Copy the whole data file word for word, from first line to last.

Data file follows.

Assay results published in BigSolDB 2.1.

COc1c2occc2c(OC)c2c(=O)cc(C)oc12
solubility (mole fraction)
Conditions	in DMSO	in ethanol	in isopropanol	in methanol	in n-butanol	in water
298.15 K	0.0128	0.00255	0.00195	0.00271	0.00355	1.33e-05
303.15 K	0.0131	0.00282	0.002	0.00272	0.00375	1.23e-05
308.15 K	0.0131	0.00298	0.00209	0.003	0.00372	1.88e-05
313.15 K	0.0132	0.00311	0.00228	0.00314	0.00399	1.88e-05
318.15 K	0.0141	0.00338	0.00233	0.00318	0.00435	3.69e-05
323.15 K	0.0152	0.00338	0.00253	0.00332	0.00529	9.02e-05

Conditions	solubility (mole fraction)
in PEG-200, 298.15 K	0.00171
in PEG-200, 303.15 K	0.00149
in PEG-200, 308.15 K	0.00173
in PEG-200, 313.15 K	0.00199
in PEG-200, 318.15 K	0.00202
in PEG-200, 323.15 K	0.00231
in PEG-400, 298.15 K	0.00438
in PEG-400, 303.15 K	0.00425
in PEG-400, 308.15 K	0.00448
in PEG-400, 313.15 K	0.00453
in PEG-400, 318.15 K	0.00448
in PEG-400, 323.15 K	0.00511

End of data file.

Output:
Assay results published in BigSolDB 2.1.

COc1c2occc2c(OC)c2c(=O)cc(C)oc12
solubility (mole fraction)
Conditions	in DMSO	in ethanol	in isopropanol	in methanol	in n-butanol	in water
298.15 K	0.0128	0.00255	0.00195	0.00271	0.00355	1.33e-05
303.15 K	0.0131	0.00282	0.002	0.00272	0.00375	1.23e-05
308.15 K	0.0131	0.00298	0.00209	0.003	0.00372	1.88e-05
313.15 K	0.0132	0.00311	0.00228	0.00314	0.00399	1.88e-05
318.15 K	0.0141	0.00338	0.00233	0.00318	0.00435	3.69e-05
323.15 K	0.0152	0.00338	0.00253	0.00332	0.00529	9.02e-05

Conditions	solubility (mole fraction)
in PEG-200, 298.15 K	0.00171
in PEG-200, 303.15 K	0.00149
in PEG-200, 308.15 K	0.00173
in PEG-200, 313.15 K	0.00199
in PEG-200, 318.15 K	0.00202
in PEG-200, 323.15 K	0.00231
in PEG-400, 298.15 K	0.00438
in PEG-400, 303.15 K	0.00425
in PEG-400, 308.15 K	0.00448
in PEG-400, 313.15 K	0.00453
in PEG-400, 318.15 K	0.00448
in PEG-400, 323.15 K	0.00511